The previous Subaru Impreza's styling emitted an air of economy, but the new model sheds that dullness with a look that's much more upscale and expressive. And though it's not as evocative as the concept version that debuted in 2015, the production model doesn't disappoint.

Its wider, lower stance adds a sporty flair, and several distinctive cues have carried over from the concept, including a strong bodyside character line, muscular wheel arches, a larger grille and hook-like LED headlights. Instead of blending into the class, it holds its own solidly next to the Honda Civic's crisp lines and sharp angles and the Hyundai Elantra's sweeping, classy curves.

How It Drives

The past Impreza underwhelmed with its loud, plodding powertrain - it was no WRX. The new version is better but still needs work. The revised 2.0-liter flat-four cylinder makes 152 horsepower — up slightly from last year — and 145 pounds-feet of torque, but it's still poky. I drove the new Impreza through the mountains, which only served to highlight its challenges. From a stop, power spools out leisurely, accompanied by the sort of engine drone common to cars with continuously variable automatic transmissions — of which there are several in this class. A five-speed manual is standard on base models; the CVT is standard on all other trims.

On the highway, mid-range power is stronger, with more responsive delivery. At higher speeds, the CVT's simulated stepped gears kick in, making it feel more like a conventional automatic with more oomph (or at least the impression of it) and less drone. Wind noise is well-checked, but road noise is a nuisance.
 

The Impreza's comfort and driving dynamics impress. Bumps are well-damped, and it handles well, with reactive steering, a planted feel at highway speeds and flat cornering. Aside from the CVT drone, it's pleasant on long trips.

All-wheel drive is again standard on both the hatch and the sedan, and mileage is similar to the outgoing model. The five-door hatchback with the CVT is EPA-rated 28/37/31 mpg city/highway/combined, lower fuel economy than the automatic Cruze (29/38/32 mpg), the Civic hatch with a CVT (31/40/34 mpg) and the automatic Mazda3 hatch (28/37/31 mpg). The sedan's fuel economy numbers tell a similar story. With an EPA rating of 28/38/32 mpg, it trails base automatic versions of the Civic sedan and Hyundai Elantra by a couple of mpg, and it nearly matches the Corolla's mileage.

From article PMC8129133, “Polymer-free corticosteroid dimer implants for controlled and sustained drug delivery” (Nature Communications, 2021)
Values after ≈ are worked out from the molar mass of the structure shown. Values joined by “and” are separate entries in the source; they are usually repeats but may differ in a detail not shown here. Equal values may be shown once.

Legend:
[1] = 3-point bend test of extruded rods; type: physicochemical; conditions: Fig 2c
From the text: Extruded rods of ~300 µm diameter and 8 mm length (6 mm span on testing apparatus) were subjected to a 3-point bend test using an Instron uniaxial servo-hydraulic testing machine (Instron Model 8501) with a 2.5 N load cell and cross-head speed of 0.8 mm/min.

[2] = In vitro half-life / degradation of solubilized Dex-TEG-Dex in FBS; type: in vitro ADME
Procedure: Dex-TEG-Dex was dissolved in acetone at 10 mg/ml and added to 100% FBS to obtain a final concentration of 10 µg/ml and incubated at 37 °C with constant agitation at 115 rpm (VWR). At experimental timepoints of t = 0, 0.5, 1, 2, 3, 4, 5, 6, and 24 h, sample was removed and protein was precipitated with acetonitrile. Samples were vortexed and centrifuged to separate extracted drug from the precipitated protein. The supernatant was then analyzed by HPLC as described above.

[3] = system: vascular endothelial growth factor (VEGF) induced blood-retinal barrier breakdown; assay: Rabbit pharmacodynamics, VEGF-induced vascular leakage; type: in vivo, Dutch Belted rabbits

Interior

The Premium model's name is deceiving. It's a step up from the base model but feels very base inside. Hard plastic lines the cabin, though surfaces are padded in key areas, such as the door armrest. What's chintziest is the unconvincing faux metal along the dashboard and plastic that's painted to look like metal near the gear selector. Not fooling anyone.
  
The Limited's cabin, however, befits its spot at the top of the lineup. Its leather seats and surfaces feel high-end, as does the detail stitching on the dash. It still wears faux-metal plastic paneling, but it looks and feels more believable here. Both models have wider, more bolstered seats than the outgoing car, and they provide long-drive comfort.

In the backseat, legroom has increased a bit in both the sedan and the hatchback, and I found the backseat roomy except for the middle spot. A narrow seat and large floor hump make it usable only for short trips. By the numbers, both the sedan and hatchback are mid-pack when it comes to rear headroom and legroom.

Cargo & Storage

There isn't a ton of storage space for small items in the cabin, but the center console is deep and has three charging ports for devices. Behind the seats, the hatchback offers 20.8 cubic feet of space, a bit less than last year. It's slightly more than the Mazda3 hatch but less than the Civic and Cruze hatchbacks. The sedan also offers more trunk space than last year, with 12.3 cubic feet — still less than sedans like the Civic, Toyota Corolla and Hyundai Elantra. Both body styles' cargo areas have a wide mouth for easy loading and seats that easily fold nearly flat for more cargo space.